The Ibanez custom shop on Case Ave. was entirely for Endorsers and R&D. The Case Ave. Ibanez shop had a small team featuring three main people, master builders Michael Lipe & Mace Bailey along with Artist Relations Chris Kelly from Texas. The guitars produced here were made exclusively for the Ibanez endorsed artist, none would be resold or made for customers or dealers. They built nearly everything that was on MTV with a reign from 1989-1994. It should be noted that the Case Ave. employees were paid directly from Japan.

The duties of the Case Ave shop were crystal clear... build custom guitars for the endorsee to their liking. They did everything from making the bodies, necks and doing the paint. Once completed, they were also responsible for the upkeep of the artist's guitars, ensuring they would meet their demands with use. If this were not enough, they were also responsible for research and development. This ranged from making the prototypes and modifications for many new Ibanez models, especially the Starfield Project. For example the Burnt Stained Blue JEM was born in the Case Ave shop. In addition, most of Ibanez color samples came from Case Ave.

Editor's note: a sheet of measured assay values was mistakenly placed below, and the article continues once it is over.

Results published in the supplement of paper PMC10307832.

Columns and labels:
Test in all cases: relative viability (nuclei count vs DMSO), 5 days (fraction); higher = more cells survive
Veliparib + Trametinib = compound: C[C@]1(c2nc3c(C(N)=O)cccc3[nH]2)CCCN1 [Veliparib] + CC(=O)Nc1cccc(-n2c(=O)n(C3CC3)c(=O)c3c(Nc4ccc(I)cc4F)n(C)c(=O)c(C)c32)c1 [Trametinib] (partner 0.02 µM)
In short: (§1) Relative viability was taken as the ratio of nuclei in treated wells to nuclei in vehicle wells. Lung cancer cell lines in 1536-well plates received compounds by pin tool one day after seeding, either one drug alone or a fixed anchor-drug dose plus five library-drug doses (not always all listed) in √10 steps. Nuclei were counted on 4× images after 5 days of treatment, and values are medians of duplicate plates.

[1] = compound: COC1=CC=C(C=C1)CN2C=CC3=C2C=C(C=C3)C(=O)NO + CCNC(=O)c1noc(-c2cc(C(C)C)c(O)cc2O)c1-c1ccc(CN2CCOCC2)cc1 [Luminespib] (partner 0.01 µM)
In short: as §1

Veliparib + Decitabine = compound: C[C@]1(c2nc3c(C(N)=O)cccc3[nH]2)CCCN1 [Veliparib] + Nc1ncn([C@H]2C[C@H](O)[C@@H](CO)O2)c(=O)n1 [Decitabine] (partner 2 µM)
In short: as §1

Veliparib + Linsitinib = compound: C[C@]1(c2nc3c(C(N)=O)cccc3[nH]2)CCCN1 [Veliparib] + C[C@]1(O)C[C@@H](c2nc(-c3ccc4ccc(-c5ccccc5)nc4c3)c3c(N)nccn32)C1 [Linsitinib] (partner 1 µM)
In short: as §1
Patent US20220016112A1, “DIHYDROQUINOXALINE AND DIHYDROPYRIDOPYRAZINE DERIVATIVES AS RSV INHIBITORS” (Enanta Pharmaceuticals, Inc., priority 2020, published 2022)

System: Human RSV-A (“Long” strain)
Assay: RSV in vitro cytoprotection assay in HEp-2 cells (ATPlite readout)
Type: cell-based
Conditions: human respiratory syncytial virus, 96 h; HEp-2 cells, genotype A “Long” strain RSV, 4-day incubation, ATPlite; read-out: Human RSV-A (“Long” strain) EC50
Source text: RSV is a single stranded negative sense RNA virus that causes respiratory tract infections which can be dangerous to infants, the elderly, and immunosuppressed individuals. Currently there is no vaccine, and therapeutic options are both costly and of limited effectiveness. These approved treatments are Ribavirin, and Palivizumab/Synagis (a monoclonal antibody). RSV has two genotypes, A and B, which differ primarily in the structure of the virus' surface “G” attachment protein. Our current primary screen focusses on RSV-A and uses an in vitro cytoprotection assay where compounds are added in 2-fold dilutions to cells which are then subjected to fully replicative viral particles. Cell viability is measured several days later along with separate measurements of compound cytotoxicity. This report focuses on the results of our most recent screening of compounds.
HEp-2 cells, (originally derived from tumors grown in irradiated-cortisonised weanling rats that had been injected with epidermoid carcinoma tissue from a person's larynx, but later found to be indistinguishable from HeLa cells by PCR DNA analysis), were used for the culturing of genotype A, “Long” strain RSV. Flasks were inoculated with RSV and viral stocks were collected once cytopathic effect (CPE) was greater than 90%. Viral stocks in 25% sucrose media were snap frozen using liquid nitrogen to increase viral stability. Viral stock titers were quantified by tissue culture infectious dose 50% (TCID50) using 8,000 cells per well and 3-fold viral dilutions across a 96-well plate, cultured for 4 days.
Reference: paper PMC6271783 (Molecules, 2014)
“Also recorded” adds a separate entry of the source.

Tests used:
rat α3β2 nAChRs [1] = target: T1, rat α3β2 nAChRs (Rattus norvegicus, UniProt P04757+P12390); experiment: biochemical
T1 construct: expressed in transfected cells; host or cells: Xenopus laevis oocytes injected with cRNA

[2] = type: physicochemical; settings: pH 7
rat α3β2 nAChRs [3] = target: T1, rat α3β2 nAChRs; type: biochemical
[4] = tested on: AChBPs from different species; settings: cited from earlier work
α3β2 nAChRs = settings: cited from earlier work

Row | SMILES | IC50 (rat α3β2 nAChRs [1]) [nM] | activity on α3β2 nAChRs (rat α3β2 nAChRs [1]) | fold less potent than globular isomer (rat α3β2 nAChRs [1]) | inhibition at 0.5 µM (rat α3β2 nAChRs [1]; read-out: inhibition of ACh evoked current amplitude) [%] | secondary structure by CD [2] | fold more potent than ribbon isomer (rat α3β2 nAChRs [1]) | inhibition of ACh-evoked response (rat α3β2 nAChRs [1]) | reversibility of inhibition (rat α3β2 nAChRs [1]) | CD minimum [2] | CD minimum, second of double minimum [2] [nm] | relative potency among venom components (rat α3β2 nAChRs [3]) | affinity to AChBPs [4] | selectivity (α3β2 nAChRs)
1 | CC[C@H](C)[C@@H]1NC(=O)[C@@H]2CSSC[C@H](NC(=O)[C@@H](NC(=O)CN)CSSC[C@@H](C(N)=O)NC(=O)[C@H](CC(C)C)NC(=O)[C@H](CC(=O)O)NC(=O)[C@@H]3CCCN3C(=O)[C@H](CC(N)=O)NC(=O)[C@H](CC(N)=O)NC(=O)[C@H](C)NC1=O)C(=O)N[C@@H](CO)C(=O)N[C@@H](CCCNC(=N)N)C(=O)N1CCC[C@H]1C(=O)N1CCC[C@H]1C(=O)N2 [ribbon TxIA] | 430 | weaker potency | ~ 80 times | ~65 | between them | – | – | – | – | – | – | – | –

There were some unsubstantiated reports that the H&S Shop (Ibanez Shop for Customers) was a joint effort between Fender Japan (Hartfield) and Hoshino (Starfield) to assemble and paint guitars in CA. Regardless, it is estimated that H&S had around 12 or 15 workers, maybe less.

It should be noted that for the most part, the two Ibanez Custom Shops (H&S and Case Ave) did not work together. There were times when the shops would would help each other however. For example, when one shp needed wood or more frequently for parts. It should be noted that the Case Ave shop was hired by H&S to paint a run of vintage sunburst RG's or Starfields. This was because the master builder at Case Ave had the most experience in painting.

continued below....